The Filmmaker Who Became a Verb

By August 17, 2016Directing, Production

apocalypse-now At the end of the documentary, “Hearts of Darkness”, about the making of “Apocalypse Now”, Francis Coppola said he hoped that the advent of affordable 8 mm film cameras meant that film making would be taken up by the masses and become an art rather than big business. He specifically said “a little fat girl in Ohio” might become a great filmmaker. Sigh. But that’s okay. I love what he meant.

…even though we lack budgets and experience, we indie filmmakers may still know when to Edgar Wright it, David Lynch it, or Catherine Breillat it.

I may not exactly be a little fat girl from Ohio, but I have suffered the twists and turns of fate that many women and men do when their intention was to pursue an art. My confidence has been shaken and my resolve dissolved. The first time I hired a DP is a case in point. I was directing a short film I had written and was paying for. This is what my DP said to me over two days of a short film:

“I don’t care about the story. I just care how it looks.”

“This shot is the only reason I agreed to shoot this movie.”

“I’ll do it your way, but I want you to take my name out of the credits.”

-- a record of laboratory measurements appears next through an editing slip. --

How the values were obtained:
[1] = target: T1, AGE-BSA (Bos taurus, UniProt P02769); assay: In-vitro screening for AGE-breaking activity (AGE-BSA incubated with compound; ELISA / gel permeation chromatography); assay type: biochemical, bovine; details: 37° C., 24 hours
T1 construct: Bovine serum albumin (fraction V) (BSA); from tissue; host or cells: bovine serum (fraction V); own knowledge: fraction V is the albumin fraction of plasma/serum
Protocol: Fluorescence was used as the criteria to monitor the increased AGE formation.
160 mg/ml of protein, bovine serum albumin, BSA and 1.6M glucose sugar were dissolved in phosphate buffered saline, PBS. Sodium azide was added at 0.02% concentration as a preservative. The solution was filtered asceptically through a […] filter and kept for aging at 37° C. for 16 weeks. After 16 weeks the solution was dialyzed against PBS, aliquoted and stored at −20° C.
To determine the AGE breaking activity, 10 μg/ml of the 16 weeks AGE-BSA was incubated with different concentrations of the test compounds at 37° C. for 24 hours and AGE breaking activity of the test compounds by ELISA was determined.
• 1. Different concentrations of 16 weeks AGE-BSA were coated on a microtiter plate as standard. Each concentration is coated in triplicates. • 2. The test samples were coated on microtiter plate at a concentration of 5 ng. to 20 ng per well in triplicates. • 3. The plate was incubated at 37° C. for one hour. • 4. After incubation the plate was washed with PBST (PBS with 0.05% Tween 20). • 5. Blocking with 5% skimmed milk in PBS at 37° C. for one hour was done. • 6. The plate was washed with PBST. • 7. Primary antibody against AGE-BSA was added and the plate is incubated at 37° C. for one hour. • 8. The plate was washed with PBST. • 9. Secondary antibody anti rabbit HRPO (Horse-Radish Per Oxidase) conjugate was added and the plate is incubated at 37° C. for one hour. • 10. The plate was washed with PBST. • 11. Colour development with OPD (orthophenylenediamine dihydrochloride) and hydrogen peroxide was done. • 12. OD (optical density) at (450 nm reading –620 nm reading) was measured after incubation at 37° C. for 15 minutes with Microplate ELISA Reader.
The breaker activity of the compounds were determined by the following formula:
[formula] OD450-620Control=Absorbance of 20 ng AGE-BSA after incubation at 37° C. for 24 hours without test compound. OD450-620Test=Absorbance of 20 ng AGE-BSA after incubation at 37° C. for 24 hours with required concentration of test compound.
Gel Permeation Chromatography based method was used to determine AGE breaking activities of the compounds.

It is hard for me to tell this story, because the immediate assumption a listener might make – or the one that I fear – is that perhaps I am a hack and this DP was drowning in my ineptitude. I suppose only history can answer that question, but I am an autodidact and I have taste, so even though we lack budgets and experience, we indie filmmakers may still know when to Edgar Wright it, David Lynch it, or Catherine Breillat it.

I was gratified to hear Justin Lin make the following argument when talking about making Star Trek:

The thing that I love about film making is that when you do an indie movie, the passion becomes the currency — because nobody signs up to work on that movie unless they really believe in it…and the challenge that I faced when I went into the studio system was that money was the currency, you know? And for me, that’s not really acceptable. If we’re going to show up, let’s have fun. Let’s really push each other. And there has to be a voice. There has to be a point of view. Without it, it’s not really worth going and spending 24/7 for 18 months trying to make this film.

I like to think – oh the daring – that I might have the privilege of Carla Siegle-ing it once in awhile. After all, what is an indie writer/director if not a voice, however small?